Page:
Another bonus with Dropbox is that if you've got several machines using the same Dropbox account on the same LAN, they'll sync with each other, Google Drive [when I checked last] insists on uploading everything to Google and the downloading it on the other machine.
Toshiba have always had this capability
It's just that it now happens at the click of a button rather that when you're least expecting it.
Re: He did however pretend to be other than who he was
"... because what weev and GoatSec did is clearly not the same as a burglar walking into an open house ..."
No, what he did was the equivalent of selecting a house at random, opening the door to determine who the occupant is, then moving on to the next house and so on. The server wasn't just handing out the data, he had to send requests (brute force) to get the data.
"If it turns out that I am going to get prosecuted for finding and reporting/exposing a vulnerability, then I won't disclose it."
No, you'll get prosecuted for publishing private data after exposing a vulnerability. Was it really necessary to fetch 120,000 email addresses and provide them to Gawker? It's great that he informed AT&T, but he was an idiot for handing out the collected data just because he could. AT&T were definitely negligent here, but it didn't warrant divulging the data as well as the method.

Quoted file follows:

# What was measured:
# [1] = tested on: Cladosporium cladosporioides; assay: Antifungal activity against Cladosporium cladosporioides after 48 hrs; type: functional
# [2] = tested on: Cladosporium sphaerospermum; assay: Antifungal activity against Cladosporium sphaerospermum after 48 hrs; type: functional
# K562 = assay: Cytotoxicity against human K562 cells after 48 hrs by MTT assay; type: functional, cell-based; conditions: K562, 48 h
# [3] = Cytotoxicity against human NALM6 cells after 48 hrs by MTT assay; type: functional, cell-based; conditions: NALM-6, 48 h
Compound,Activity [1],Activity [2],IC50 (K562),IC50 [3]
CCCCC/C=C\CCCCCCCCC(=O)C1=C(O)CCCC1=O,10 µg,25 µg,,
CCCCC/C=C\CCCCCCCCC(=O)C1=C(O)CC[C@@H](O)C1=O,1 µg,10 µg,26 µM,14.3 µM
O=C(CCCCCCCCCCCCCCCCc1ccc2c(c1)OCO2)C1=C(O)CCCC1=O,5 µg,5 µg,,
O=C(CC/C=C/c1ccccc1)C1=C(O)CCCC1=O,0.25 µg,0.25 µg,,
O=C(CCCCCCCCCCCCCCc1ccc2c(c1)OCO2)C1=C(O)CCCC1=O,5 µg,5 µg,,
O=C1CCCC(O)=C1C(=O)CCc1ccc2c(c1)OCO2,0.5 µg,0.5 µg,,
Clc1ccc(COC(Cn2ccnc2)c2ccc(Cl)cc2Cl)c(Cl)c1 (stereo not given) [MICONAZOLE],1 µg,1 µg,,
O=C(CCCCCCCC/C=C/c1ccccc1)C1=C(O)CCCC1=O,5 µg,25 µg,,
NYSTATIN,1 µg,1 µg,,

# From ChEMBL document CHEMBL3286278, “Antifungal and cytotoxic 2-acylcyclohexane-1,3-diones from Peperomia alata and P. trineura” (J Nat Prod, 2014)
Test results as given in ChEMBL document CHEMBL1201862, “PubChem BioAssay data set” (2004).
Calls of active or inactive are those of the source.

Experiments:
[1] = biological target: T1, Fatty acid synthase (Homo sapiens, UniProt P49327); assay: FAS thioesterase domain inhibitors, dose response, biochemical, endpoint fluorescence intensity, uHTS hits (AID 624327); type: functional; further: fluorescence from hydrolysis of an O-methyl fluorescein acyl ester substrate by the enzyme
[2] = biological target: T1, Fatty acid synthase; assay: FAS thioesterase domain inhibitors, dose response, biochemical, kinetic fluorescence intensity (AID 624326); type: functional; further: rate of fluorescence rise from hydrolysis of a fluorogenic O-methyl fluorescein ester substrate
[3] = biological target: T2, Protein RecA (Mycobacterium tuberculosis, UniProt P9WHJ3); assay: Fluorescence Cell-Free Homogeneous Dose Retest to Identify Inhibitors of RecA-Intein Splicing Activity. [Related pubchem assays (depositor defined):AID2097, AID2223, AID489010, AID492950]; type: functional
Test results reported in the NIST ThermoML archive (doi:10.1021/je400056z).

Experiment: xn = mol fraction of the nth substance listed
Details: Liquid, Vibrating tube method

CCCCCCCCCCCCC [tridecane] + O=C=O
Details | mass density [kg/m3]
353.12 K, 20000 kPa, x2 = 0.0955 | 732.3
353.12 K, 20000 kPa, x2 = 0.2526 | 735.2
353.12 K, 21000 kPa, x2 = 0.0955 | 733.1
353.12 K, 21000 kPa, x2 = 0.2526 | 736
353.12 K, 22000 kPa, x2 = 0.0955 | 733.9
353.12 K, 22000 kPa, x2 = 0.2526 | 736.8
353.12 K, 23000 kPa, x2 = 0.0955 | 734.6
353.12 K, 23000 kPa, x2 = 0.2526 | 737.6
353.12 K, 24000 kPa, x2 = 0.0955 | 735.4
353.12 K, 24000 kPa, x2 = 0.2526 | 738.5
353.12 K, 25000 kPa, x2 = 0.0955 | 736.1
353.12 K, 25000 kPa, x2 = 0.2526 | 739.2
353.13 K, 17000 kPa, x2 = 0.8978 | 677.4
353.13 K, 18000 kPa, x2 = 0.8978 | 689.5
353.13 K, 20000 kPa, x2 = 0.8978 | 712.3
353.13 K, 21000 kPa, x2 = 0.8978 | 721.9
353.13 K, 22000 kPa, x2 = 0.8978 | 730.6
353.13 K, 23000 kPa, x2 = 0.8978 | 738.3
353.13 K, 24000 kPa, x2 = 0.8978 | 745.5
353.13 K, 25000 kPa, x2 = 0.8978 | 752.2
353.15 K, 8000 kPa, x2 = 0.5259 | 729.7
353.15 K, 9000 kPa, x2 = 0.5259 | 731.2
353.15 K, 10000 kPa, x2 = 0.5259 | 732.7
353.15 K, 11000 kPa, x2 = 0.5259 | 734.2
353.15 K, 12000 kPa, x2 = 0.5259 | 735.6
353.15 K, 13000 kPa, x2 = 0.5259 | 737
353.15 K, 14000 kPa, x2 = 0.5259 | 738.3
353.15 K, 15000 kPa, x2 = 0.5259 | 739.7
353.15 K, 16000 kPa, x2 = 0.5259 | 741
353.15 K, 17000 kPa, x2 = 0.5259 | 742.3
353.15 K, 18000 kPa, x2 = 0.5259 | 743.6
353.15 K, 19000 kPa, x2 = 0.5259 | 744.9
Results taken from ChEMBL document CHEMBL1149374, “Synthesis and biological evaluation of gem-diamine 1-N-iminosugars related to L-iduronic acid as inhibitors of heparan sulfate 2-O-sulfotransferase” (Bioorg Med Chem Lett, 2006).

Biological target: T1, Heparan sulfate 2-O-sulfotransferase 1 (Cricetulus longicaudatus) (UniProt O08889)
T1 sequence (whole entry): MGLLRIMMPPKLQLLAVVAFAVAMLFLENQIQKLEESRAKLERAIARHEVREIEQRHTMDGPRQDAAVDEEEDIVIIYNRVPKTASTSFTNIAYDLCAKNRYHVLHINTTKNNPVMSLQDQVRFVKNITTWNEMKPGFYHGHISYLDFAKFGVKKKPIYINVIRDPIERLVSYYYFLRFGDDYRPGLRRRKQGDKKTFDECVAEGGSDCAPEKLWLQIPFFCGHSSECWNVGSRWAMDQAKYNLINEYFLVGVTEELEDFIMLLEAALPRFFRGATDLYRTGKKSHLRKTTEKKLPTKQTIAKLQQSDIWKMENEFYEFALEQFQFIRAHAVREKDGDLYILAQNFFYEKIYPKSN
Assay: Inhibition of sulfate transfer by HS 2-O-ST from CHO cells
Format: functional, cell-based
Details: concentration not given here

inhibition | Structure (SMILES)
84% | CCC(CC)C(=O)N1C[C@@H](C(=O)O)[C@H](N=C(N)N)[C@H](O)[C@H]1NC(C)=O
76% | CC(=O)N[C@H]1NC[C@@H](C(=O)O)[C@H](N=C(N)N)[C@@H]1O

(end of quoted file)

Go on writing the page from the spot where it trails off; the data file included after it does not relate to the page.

Sounds a bit like BMW (or any other marque)
A colleague of mine dealt with a BMW franchised dealer in the South of England. About four years ago the MD was informed that he'd have to have the showroom rebuilt - estimated cost about £1.2 million. He baulked at the idea and said there was no way his sales would improve enough to cover the cost and asked what would happen if he refused. He was told "you'll lose your franchise", his reply was "take it then".
Ten years ago nobody would ever have to BMW to stuff it, but the marques have become so arrogant that sometimes there's no option.
That said, while I'm not surprised to see that Apple is so arrogant, I am slightly surprised to see they to this long to hop on the bandwagon of stiffing your resllers and making a quick buck by forcing them to buy from certain people - you've got to be incredibly naive to believe that Apple isn't getting a massive kickback for sending business their way.
"Mine's the one with that copy of Stranger in a Strange Land that I still haven't read in the pocket " - Wouldn't bother either, I really enjoy his short stories, but couldn't get into it.
Never got the point of grok either - anyone who says they understand intuitively the CLI probably doesn't as much as they believe they do. I spend half my life in it and it still sometimes turns around and whacks me over the head.